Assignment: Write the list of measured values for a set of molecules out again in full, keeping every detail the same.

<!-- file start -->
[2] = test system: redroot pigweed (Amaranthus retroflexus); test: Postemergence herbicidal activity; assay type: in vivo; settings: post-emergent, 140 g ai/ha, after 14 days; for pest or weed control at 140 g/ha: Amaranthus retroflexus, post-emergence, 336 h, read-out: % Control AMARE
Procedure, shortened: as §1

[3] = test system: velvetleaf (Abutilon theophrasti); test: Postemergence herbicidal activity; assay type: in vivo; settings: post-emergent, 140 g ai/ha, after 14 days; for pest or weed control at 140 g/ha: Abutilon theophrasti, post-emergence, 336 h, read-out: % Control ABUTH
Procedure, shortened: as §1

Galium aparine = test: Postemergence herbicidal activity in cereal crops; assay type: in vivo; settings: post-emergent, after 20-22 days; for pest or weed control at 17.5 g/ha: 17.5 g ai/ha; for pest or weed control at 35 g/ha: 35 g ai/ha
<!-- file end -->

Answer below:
[2] = test system: redroot pigweed (Amaranthus retroflexus); test: Postemergence herbicidal activity; assay type: in vivo; settings: post-emergent, 140 g ai/ha, after 14 days; for pest or weed control at 140 g/ha: Amaranthus retroflexus, post-emergence, 336 h, read-out: % Control AMARE
Procedure, shortened: as §1

[3] = test system: velvetleaf (Abutilon theophrasti); test: Postemergence herbicidal activity; assay type: in vivo; settings: post-emergent, 140 g ai/ha, after 14 days; for pest or weed control at 140 g/ha: Abutilon theophrasti, post-emergence, 336 h, read-out: % Control ABUTH
Procedure, shortened: as §1

Galium aparine = test: Postemergence herbicidal activity in cereal crops; assay type: in vivo; settings: post-emergent, after 20-22 days; for pest or weed control at 17.5 g/ha: 17.5 g ai/ha; for pest or weed control at 35 g/ha: 35 g ai/ha